How to Talk to Your Child at Every Age (Part 2: 9 – 18 years old)
We believe that strong and happy relationships inside the family are the foundation of a child’s development. So we’d like being continue to share some tips that will help parents to successfully communicate with their kid at any age. If you haven’t read part 1, please click here.
9-11 years old: Show that you see them as mature people and be respectful.
Preteens may act like they don’t need help from their parents anymore. They seek more privacy and often confide in their peers, instead of their parents. They need more personal space and may start pushing boundaries. Your kid may not be the cute little angel that they were a year ago and now they may show some resentment toward your rules.
But the funny thing is that children at this time still need you the most, even if they don’t realize it. They’ll go into adolescence in a couple of years and they’ll need all your love and support during this turbulent period that is full of drama and crazy hormones.
What parents should do:
- Try to find a common interest that may help you connect. Don’t try to forcea conversation and bombard your kid with questions about their day at school. Pick a topic they’re genuinely interested in and just listen.
- Find a way to do some fun activities together. Don’t insist on spending time together just because you have to do it as a family. Instead, try to truly connect to your child and spend quality time together that will bring pleasure to both of you.
- Show that you’ll love them no matter what. Even if your child acts like they’re the most independent person in the whole world, they still need to know that you’ll have their back and that they can trust you and rely on your unconditional love.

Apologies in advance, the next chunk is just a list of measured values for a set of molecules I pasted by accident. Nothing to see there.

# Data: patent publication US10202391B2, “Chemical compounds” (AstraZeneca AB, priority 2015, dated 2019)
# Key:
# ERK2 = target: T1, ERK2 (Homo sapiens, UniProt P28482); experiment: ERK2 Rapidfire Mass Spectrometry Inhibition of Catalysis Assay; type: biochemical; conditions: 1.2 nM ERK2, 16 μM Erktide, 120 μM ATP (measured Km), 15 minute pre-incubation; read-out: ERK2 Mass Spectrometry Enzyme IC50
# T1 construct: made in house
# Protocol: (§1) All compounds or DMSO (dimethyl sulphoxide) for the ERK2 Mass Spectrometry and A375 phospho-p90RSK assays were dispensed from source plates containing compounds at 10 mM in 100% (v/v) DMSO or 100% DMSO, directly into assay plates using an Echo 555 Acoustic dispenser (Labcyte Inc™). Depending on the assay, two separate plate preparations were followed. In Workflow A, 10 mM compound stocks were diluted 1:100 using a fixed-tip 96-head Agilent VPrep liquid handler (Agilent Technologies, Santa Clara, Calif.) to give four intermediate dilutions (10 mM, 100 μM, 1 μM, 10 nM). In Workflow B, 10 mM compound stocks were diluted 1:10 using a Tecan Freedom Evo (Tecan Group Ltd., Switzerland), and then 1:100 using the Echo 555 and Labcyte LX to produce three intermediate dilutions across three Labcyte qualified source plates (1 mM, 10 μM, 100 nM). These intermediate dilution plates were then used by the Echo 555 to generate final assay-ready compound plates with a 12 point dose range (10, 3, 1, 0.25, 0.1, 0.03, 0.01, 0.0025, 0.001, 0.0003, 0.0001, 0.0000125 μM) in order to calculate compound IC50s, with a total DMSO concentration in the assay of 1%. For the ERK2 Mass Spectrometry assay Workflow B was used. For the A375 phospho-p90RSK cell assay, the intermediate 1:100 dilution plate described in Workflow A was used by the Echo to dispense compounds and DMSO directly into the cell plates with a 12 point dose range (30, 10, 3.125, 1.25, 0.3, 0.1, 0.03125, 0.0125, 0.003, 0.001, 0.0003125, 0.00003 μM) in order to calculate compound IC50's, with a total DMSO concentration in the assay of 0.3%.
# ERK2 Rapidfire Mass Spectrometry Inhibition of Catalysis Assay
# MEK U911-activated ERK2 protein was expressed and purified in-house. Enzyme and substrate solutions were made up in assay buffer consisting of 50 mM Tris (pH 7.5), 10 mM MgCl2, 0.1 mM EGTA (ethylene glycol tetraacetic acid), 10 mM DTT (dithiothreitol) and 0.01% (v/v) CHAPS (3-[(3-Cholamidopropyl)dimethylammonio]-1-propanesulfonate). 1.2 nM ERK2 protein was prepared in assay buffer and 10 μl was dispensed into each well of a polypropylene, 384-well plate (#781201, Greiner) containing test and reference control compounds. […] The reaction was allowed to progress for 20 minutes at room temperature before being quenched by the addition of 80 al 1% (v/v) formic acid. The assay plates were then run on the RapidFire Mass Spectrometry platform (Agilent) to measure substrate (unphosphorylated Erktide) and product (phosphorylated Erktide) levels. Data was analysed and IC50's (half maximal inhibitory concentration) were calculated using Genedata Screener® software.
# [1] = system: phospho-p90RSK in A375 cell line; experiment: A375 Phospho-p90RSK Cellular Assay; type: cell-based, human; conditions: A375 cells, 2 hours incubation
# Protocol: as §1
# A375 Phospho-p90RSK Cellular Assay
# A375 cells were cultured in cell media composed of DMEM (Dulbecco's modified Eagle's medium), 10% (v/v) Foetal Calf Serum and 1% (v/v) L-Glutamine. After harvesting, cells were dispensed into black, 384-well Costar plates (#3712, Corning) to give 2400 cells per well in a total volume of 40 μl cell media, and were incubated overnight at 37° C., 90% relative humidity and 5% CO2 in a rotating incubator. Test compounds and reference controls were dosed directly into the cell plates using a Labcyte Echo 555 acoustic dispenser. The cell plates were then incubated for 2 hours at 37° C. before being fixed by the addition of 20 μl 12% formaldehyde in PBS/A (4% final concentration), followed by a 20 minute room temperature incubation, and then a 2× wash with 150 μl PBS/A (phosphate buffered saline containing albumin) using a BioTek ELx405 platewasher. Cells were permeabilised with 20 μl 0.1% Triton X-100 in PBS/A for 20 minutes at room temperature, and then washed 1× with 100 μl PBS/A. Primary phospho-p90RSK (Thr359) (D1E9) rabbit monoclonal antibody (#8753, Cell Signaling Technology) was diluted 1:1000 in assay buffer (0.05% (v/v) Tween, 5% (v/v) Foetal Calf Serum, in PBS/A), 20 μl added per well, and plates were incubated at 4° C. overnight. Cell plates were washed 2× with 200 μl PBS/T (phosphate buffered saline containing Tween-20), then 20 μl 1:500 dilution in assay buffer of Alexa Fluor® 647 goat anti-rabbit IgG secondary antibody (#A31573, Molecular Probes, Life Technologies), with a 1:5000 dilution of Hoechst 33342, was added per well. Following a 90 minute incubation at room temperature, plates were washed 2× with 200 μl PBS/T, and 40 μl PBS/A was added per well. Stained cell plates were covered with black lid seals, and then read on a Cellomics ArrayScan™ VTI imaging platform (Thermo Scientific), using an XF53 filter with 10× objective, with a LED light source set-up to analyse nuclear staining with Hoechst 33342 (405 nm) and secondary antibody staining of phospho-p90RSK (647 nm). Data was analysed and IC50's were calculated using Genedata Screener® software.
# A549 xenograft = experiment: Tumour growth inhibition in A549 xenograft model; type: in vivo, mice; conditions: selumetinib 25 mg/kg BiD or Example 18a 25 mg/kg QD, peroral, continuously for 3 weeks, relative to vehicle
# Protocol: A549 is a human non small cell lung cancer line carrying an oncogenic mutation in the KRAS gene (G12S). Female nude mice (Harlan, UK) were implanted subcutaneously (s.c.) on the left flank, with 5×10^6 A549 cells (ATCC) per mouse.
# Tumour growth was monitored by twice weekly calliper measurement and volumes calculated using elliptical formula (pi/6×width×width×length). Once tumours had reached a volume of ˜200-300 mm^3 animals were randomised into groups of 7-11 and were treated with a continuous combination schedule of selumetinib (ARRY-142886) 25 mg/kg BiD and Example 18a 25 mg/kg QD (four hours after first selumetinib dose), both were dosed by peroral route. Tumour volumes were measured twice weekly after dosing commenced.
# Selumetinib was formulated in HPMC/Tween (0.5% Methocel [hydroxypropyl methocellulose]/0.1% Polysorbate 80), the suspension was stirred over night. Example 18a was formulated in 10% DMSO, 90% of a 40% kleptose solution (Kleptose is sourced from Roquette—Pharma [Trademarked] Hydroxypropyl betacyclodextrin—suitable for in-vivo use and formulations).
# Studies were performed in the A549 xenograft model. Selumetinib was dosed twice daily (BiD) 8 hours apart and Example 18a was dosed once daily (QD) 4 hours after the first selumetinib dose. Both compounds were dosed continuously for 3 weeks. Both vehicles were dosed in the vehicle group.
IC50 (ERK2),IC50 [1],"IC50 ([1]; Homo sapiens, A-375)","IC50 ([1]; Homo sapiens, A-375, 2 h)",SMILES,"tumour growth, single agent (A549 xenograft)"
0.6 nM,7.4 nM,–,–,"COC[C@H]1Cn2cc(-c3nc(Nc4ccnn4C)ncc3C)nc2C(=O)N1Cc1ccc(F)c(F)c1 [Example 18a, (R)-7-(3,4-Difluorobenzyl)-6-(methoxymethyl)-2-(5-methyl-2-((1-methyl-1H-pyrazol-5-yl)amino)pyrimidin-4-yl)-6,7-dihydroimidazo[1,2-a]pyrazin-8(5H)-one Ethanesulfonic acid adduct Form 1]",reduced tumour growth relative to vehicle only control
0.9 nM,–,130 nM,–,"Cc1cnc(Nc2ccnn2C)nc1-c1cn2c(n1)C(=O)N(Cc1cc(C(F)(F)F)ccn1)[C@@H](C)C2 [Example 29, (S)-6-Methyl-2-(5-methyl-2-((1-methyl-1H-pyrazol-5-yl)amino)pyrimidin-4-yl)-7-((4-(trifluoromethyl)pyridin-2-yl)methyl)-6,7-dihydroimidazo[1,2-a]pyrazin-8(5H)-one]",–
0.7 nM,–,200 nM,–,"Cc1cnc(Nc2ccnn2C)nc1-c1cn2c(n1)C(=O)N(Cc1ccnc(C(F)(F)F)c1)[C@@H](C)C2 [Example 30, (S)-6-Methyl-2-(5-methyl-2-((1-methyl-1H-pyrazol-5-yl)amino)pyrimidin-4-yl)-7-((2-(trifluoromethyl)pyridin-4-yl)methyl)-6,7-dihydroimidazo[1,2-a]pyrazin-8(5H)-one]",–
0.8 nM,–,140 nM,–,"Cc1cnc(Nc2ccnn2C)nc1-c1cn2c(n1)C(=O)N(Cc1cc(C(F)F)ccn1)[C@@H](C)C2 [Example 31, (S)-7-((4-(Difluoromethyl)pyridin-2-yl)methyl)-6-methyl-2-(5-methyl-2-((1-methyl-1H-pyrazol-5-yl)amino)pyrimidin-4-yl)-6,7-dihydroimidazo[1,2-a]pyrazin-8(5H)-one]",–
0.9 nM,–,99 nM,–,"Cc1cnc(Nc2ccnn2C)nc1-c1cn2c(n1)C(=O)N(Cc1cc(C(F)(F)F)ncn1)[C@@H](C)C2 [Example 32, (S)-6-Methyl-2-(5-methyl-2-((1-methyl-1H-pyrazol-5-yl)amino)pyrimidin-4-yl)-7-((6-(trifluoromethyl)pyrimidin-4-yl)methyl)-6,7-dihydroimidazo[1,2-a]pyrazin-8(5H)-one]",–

12-18 years old: Value their privacy by showing your trust and actively engaging in the conversation.
The teenage years can be one of the most exciting, yet scary periods in the relationship between children and parents. Kids start to think that they’re already grown up and crave independence. They start to make their own decisions, but in comparison with their preteen years, these decisions may have a real impact on their future life.
Teenagers usually don’t know how to manage their emotions. They are more likely to act without thinking first and make impulsive decisions that they may regret. Teenagers are still learning about their personality and pushing their boundaries, taking many of their actions to the extreme.
What parents should do:
- Acknowledge their feelings and support them, even if the problem seems minor to you. Show that you understand them and that dealing with high school drama may be as challenging as with a failed test. Praise your children for their successes and tell how much you love them.
- Don’t try to control your kids all the time. Children can quickly become pretty good at lying and hiding information, so they’re likely to find a way to break your rules if they really want to. Your job is to create a safe space and show to your kid that the rules exist not because “you said so,” but because it’s for their own benefit.
- Don’t take your child’s actions and words personally. When your child ignores you or throws a tantrum, they are trying to dominate you and show you who the boss is now. Don’t fall for this trick and stay adult in this situation by controlling yourself and looking for ways to reconnect with your kid.
What hacks do you use when you communicate with your child? Has your relationship ever gone through a rough phase? How did you manage to fix it?